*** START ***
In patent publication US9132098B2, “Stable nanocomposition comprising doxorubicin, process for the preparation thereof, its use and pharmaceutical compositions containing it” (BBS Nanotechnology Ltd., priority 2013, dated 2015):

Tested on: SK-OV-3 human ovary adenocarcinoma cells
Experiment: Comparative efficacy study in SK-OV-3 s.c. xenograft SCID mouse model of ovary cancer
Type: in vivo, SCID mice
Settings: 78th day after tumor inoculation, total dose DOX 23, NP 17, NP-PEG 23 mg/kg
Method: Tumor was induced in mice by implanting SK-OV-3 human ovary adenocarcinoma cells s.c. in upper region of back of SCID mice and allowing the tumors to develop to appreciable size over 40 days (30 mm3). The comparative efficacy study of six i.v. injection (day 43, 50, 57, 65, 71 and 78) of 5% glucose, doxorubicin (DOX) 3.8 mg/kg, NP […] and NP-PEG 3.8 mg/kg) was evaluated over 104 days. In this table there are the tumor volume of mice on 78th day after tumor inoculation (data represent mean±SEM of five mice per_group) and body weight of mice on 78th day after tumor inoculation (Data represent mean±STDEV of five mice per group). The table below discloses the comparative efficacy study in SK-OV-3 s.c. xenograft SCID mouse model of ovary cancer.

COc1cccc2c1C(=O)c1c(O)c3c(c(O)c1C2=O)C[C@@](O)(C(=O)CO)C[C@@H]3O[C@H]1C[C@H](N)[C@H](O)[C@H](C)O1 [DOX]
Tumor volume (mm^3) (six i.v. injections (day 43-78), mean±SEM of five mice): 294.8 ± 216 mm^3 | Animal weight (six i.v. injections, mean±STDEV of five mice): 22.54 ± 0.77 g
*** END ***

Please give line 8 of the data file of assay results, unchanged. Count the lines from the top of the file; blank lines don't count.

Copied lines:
Tumor volume (mm^3) (six i.v. injections (day 43-78), mean±SEM of five mice): 294.8 ± 216 mm^3 | Animal weight (six i.v. injections, mean±STDEV of five mice): 22.54 ± 0.77 g